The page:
[IPython-dev] Should I still contribute to IPython ?
Mon Dec 17 18:02:40 CST 2012
On Mon, Dec 17, 2012 at 2:36 PM, Aaron Meurer <firstname.lastname@example.org> wrote:
> I remember reading about a study that said that open source projects
> that have funded developers actually get less contributions (or at
> least fewer contributors) because there is a mindset of, "why should I
> contribute when there is someone who is paid to do it? Surely that
> person/persons will get around to fixing the issue themselves." I
> think the email Matthias received is indicative of this mindset.
> Clearly it is wrong (obviously, more contributions are still more
> contributions), but I think you should really think about how to make
> this permeate through your community, so that you minimize the number
> of people who end up thinking this way.
> One good thing to do, as Matthias said, is to always encourage people
> to write their own patches. It is an investment to spend a day
> helping someone write up a pull request for a fix when you could have
> done the whole thing yourself in under half an hour, but by guiding
> the new contributor, you potentially gain a new developer. Ondřej
> Čertík wrote a blog post a while back about how he managed to make
> SymPy such a successful community
> The gist of it is what I just said.
> For your situation, I think this additionally sends the message that
> it is not only OK, but encouraged to send your own patches, rather
> than wait for those people who are being paid to fix the bug for you.
Yes, I really like how Ondrej has always encouraged people to send
patches and I think we need to encourage people to do that. Part of
the reality is that a good portion of our Sloan funded time on the
project will be reviewing pull requests - and that is a good thing.
>> * How do we coordinate all of this activity? Already, our github
>> issues are becoming unusable because of the sheer number of them. We
>> have to figure out a better way of using github issues, wiki pages,
>> etc. to coordinate the increased activity the grant will bring.
> I'm curious how you end up solving this problem. I've found the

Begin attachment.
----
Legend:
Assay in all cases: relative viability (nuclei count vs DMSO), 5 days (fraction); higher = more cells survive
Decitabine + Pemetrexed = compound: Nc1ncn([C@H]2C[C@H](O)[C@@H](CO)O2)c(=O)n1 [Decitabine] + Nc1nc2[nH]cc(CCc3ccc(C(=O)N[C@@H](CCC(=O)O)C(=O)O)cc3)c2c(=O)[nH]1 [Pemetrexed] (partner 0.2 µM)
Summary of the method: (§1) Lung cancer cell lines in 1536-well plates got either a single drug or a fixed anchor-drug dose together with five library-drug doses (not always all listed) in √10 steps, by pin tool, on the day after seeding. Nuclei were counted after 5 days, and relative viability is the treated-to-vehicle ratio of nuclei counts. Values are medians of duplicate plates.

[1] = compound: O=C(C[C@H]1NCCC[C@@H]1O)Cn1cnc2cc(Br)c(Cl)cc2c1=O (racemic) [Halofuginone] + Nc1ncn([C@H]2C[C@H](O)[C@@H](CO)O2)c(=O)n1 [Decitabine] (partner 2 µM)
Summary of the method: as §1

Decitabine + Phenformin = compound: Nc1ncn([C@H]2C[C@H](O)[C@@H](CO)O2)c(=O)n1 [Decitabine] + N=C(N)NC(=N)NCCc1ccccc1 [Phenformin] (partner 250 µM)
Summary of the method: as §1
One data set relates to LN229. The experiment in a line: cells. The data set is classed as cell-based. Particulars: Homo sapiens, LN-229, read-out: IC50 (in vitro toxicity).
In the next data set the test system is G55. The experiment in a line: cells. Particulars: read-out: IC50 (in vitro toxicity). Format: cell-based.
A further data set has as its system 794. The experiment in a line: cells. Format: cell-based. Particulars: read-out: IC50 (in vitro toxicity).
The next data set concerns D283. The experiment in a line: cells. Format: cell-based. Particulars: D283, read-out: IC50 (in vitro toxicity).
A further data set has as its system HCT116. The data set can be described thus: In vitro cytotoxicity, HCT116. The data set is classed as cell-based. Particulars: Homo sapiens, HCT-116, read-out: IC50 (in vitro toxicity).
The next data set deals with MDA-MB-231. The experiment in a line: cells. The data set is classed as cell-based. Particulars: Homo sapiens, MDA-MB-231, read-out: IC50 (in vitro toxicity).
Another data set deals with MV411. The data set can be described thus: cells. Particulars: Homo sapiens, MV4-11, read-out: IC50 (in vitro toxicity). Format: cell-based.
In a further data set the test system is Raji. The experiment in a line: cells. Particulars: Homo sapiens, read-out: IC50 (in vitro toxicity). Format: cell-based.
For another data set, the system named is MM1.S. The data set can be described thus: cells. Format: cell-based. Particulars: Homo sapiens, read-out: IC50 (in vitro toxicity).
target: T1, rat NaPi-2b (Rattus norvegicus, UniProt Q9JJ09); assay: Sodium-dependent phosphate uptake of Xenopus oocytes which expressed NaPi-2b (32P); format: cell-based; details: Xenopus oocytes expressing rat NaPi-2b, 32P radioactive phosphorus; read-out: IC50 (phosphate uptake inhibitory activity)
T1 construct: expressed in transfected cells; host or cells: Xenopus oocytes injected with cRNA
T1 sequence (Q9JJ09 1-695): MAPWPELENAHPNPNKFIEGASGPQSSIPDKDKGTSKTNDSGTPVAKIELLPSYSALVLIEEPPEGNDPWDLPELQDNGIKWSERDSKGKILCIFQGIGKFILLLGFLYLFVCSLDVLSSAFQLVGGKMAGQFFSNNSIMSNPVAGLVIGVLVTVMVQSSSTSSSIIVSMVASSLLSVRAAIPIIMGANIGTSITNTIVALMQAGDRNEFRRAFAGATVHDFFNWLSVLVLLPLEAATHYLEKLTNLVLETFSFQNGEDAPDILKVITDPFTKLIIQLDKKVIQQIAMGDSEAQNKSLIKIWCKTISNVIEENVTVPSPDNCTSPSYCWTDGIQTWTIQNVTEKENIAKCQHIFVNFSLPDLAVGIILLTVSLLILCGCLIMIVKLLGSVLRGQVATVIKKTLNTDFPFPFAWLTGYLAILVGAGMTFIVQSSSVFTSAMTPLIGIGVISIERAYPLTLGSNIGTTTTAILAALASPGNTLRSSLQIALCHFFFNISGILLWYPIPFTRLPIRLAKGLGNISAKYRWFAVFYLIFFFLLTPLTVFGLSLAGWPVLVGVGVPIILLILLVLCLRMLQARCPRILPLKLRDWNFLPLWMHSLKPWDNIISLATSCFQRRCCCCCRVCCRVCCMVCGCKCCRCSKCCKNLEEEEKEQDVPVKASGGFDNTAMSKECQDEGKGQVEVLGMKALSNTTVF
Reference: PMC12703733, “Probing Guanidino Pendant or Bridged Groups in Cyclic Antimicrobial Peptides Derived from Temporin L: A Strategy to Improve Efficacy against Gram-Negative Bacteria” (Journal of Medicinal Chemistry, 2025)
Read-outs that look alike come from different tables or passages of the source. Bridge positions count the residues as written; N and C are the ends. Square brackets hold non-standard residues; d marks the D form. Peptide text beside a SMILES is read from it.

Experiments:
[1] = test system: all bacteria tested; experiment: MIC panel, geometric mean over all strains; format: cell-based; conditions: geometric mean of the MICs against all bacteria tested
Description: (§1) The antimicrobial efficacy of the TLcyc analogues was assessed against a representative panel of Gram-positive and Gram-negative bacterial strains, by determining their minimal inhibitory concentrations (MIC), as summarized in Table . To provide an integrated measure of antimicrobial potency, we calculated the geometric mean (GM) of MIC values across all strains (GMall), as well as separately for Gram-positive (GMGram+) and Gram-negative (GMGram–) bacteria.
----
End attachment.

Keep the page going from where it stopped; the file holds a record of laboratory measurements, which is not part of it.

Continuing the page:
> GitHub issues to be minimalistic, which makes them easy to use, but
> they also lack in some key features that make managing thousands of
> issues bearable.
I know it probably sounds heretical, but I think that part of the
solution has to be to reduce the number of issues. I don't mean by
closing issues by working harder and coding more, I mean simply
*closing* them outright to reflect the reality that we are not going
to work on them anytime soon. There is no universe where it is useful
to have thousands of issues. How many can each developer
realistically keep track of? A few dozen? When there are more than
that we simply ignore the issues and work on the things we want to
work on...I was recently talking to the lead developer of a large open
source project that has this problem, and he said "oh it's horrible
and I completely ignore our issues on github" Personally, when I am
working heavily on the notebook, I maintain my own "issues list" in a
markdown document on my desktop. We have to figure out a better
>> * Currently, we don't really have any long/medium term planning for
>> the project. Our current model works great for attracting the types
>> of contributions we are getting right now, but it makes it very
>> difficult to tackle larger projects that require a coordinated and
>> sustained effort by multiple people. I don't know what it will look
>> like, but we are going to need to do this type of planning for the
>> * How do we manage communication? Verbal communication is much more
>> efficient than emails or even IRC. The 4 people at Berkeley will have
>> an incredible advantage in being able to talk daily. We don't want to
>> cripple or remove that advantage, but we need to figure out how to
>> include other core devs and people from the community. This is
>> particularly relevant to myself as I am the only person involved in
>> the Sloan work that is not at Berkeley.
> An idea floated around SymPy at some point to use Google+ hangouts
> (basically, multi-way video chats). We haven't tried it yet, but it
> seems like it might work well.
> Aaron Meurer
>>> Sorry for the length,
>>> [Grant announce on HN] http://news.ycombinator.com/item?id=4909070
>>> And a small link, also from hacker news to conclude :
>>> [Dear Open Source Project Leader: Quit Being A Jerk]
>>> IPython-dev mailing list
>> Brian E. Granger
>> Cal Poly State University, San Luis Obispo
>> email@example.com and firstname.lastname@example.org
>> IPython-dev mailing list
> IPython-dev mailing list
Brian E. Granger
Cal Poly State University, San Luis Obispo
email@example.com and firstname.lastname@example.org
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